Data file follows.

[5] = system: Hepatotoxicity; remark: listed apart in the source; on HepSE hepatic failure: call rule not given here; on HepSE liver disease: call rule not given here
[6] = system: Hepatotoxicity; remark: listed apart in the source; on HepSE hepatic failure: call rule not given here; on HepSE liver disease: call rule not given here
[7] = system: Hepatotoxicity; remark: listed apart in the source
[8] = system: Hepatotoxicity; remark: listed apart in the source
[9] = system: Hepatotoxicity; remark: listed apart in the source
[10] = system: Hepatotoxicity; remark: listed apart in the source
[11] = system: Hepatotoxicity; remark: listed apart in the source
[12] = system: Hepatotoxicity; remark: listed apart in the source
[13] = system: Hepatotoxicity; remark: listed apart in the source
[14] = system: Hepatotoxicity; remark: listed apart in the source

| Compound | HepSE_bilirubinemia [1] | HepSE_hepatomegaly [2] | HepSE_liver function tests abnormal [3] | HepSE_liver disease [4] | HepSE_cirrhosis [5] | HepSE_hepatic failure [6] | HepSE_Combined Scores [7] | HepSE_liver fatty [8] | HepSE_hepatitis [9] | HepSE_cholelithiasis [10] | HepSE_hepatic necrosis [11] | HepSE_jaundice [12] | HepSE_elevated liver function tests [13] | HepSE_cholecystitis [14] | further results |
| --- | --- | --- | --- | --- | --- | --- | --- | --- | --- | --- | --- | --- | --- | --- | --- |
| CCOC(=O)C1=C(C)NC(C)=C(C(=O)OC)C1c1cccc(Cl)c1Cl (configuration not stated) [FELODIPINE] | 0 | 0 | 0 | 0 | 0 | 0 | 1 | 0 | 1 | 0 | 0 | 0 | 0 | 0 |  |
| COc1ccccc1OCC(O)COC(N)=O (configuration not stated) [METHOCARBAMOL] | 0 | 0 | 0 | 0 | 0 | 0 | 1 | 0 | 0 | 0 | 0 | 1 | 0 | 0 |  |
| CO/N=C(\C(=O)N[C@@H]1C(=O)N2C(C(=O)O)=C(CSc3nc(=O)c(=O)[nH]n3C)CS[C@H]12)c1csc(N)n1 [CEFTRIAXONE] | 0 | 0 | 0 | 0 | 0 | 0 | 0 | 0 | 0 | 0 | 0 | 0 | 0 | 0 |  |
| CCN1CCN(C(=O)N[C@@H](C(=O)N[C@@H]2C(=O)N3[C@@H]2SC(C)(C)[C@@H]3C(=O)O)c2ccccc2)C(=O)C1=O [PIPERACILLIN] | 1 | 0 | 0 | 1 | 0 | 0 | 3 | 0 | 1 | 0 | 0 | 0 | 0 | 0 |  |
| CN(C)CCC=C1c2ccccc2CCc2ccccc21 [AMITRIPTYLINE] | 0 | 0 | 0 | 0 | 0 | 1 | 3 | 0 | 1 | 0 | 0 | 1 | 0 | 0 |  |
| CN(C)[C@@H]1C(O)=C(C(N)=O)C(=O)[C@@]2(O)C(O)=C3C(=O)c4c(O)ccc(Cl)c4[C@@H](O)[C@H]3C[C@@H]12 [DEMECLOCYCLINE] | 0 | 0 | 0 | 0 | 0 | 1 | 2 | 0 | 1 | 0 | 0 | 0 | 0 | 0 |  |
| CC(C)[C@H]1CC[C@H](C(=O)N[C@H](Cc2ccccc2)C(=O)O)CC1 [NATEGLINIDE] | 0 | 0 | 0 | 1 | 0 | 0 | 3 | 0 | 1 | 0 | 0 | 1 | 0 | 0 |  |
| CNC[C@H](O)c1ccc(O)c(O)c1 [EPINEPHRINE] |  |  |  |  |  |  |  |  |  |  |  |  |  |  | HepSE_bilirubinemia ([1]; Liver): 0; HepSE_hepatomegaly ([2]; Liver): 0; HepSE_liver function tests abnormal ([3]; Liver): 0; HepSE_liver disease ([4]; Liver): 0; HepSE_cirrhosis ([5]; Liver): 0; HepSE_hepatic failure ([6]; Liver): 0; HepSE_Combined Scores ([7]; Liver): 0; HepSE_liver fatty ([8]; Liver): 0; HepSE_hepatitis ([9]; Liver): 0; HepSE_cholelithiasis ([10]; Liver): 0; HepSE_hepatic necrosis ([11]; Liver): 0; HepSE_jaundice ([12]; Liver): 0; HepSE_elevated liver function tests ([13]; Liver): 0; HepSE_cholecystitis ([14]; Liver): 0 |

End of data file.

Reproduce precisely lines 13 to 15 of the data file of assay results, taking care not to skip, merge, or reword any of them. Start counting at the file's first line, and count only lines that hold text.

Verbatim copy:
| CCOC(=O)C1=C(C)NC(C)=C(C(=O)OC)C1c1cccc(Cl)c1Cl (configuration not stated) [FELODIPINE] | 0 | 0 | 0 | 0 | 0 | 0 | 1 | 0 | 1 | 0 | 0 | 0 | 0 | 0 |  |
| COc1ccccc1OCC(O)COC(N)=O (configuration not stated) [METHOCARBAMOL] | 0 | 0 | 0 | 0 | 0 | 0 | 1 | 0 | 0 | 0 | 0 | 1 | 0 | 0 |  |
| CO/N=C(\C(=O)N[C@@H]1C(=O)N2C(C(=O)O)=C(CSc3nc(=O)c(=O)[nH]n3C)CS[C@H]12)c1csc(N)n1 [CEFTRIAXONE] | 0 | 0 | 0 | 0 | 0 | 0 | 0 | 0 | 0 | 0 | 0 | 0 | 0 | 0 |  |